I leave it to others to judge whether there is a relationship between this obviously positive action and the pressure the entire industry is feeling to be more open and facile in sharing patient information. (However, I would note that John Halamka said in our recent interview that it wasn't that hard to bring the "big four" HIT vendors to the Argonaut project.)

Of, I think, greater significance was Epic's announcement that the next version of its software, to be released in late June, will include native support for an initial set of FHIR resources. While the list of resources is short, (I'll have an interview with FHIR founder, Grahame Grieve, on that soon), FHIR is still being defined, and only some five to 10 FHIR resources will be "fully baked" in time for the second (DTSU2) release of the draft standard this summer.

With all of this as background I turn to ONC Director, Karen DeSalvo's summary of the situation at a press conference on HIMSS day two, as reported by Rajiv Leventhal of Healthcare Informatics, where she described 2015 as "the year of execution" to create the standards and environment for health data sharing:

"The idea is to move data not only between EHRs, but between other repositories, and get to a place where you can leverage technology for better care delivery and make care more convenient, accessible, and patient-centered," DeSalvo said. She added, "the EHR is one of major drivers to advance care, but the world has evolved and advanced, and now the ecosystem is much broader than EHRs. To provide person-centered care, you need a model that's beyond episodic visits, and we need to make certain that we're allowing technology to evolve. EHRs only tell one part of story."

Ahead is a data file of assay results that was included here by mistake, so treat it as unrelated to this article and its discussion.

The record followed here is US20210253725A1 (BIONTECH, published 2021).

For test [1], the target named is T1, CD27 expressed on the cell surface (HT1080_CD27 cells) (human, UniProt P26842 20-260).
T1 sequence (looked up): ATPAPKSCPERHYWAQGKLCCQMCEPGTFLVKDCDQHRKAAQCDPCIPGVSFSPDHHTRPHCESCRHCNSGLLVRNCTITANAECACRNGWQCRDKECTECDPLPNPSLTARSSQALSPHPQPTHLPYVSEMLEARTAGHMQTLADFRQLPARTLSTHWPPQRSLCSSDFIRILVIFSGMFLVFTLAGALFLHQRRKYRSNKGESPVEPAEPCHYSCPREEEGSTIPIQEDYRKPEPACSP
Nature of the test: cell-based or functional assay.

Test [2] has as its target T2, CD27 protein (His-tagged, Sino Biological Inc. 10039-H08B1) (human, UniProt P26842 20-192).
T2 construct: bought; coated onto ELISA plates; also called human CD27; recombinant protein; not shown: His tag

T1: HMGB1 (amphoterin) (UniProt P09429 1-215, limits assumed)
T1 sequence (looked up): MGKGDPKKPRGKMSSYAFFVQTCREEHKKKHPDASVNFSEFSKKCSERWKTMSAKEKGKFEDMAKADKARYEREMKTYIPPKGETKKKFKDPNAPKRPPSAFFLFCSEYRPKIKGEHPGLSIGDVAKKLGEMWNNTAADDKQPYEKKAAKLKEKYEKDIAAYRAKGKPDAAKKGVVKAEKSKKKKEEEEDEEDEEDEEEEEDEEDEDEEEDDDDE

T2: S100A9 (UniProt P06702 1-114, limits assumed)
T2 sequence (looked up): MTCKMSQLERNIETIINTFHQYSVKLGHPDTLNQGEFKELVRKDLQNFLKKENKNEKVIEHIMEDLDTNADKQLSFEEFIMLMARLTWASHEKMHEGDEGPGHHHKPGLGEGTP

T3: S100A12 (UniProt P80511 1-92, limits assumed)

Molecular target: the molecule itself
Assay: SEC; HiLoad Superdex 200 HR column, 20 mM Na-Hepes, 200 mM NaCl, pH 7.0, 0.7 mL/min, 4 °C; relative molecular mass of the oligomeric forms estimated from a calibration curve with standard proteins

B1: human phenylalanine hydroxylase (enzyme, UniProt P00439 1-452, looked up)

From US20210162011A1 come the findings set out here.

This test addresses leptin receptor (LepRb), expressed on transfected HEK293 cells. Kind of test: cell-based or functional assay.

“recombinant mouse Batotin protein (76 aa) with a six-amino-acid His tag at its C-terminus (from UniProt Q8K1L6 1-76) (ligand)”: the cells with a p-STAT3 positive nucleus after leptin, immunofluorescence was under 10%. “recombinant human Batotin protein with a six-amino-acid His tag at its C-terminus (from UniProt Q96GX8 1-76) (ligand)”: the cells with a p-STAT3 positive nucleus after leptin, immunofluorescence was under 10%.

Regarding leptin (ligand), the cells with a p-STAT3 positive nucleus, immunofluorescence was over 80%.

So, as to my question of a year ago … "Are we actually going to focus on how informatics can fix healthcare?" … the answer is now clear, and it's "yes." As DeSalvo succinctly put it, 2015 is the "year of execution," or at least the first year of the few it will take to reach the long-sought goal of continuous, connected, and patient-centered care.

Many of us "old timers" thought we'd never see that happen. It was the goal that drew me into health informatics decades ago under the spell of my late professor, Dr. Hiram Curry, so it is a genuine personal thrill for me. It also saddens me that he isn't here to share it with me.

Next column, I'll explore what I found to be the second major theme at HIMSS15 -- innovation. It may surprise you where at least some of it is coming from.

About the Author(s)

Mark Braunstein

Professor of the Practice, Georgia Institute of Technology

Mark Braunstein is a professor in the College of Computing at Georgia Institute of Technology, where he teaches a graduate seminar and the first MOOC devoted to health informatics. He is the author of Contemporary Health Informatics (AHIMA Press, 2014) as well as Health Informatics in the Cloud, a brief non-technical guide to the field. Mark has been involved in health IT since the early 1970s when he developed one of the first ambulatory electronic medical record systems at a pioneering patient-centered clinic at the Medical University of South Carolina. After many years in the commercial sector, he joined Georgia Tech in 2007.